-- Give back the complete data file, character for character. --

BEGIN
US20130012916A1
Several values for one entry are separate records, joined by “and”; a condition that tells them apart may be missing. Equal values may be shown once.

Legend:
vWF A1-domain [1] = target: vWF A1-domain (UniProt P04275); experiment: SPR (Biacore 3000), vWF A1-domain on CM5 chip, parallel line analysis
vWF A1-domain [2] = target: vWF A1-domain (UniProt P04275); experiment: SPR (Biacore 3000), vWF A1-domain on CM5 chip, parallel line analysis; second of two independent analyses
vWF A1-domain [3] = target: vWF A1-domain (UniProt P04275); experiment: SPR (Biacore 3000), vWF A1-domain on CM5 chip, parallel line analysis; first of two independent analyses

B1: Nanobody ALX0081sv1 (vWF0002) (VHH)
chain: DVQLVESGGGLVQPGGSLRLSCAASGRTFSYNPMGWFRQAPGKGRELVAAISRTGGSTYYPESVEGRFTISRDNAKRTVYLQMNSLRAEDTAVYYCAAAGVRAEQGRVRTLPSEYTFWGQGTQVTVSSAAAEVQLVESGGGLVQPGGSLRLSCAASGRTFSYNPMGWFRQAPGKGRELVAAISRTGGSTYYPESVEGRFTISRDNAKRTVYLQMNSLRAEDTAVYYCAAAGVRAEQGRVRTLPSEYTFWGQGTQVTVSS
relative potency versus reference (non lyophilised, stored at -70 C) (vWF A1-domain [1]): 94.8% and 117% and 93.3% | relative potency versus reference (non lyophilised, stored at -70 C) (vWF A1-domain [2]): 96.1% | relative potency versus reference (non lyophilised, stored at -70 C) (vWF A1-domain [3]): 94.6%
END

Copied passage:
US20130012916A1
Several values for one entry are separate records, joined by “and”; a condition that tells them apart may be missing. Equal values may be shown once.

Legend:
vWF A1-domain [1] = target: vWF A1-domain (UniProt P04275); experiment: SPR (Biacore 3000), vWF A1-domain on CM5 chip, parallel line analysis
vWF A1-domain [2] = target: vWF A1-domain (UniProt P04275); experiment: SPR (Biacore 3000), vWF A1-domain on CM5 chip, parallel line analysis; second of two independent analyses
vWF A1-domain [3] = target: vWF A1-domain (UniProt P04275); experiment: SPR (Biacore 3000), vWF A1-domain on CM5 chip, parallel line analysis; first of two independent analyses

B1: Nanobody ALX0081sv1 (vWF0002) (VHH)
chain: DVQLVESGGGLVQPGGSLRLSCAASGRTFSYNPMGWFRQAPGKGRELVAAISRTGGSTYYPESVEGRFTISRDNAKRTVYLQMNSLRAEDTAVYYCAAAGVRAEQGRVRTLPSEYTFWGQGTQVTVSSAAAEVQLVESGGGLVQPGGSLRLSCAASGRTFSYNPMGWFRQAPGKGRELVAAISRTGGSTYYPESVEGRFTISRDNAKRTVYLQMNSLRAEDTAVYYCAAAGVRAEQGRVRTLPSEYTFWGQGTQVTVSS
relative potency versus reference (non lyophilised, stored at -70 C) (vWF A1-domain [1]): 94.8% and 117% and 93.3% | relative potency versus reference (non lyophilised, stored at -70 C) (vWF A1-domain [2]): 96.1% | relative potency versus reference (non lyophilised, stored at -70 C) (vWF A1-domain [3]): 94.6%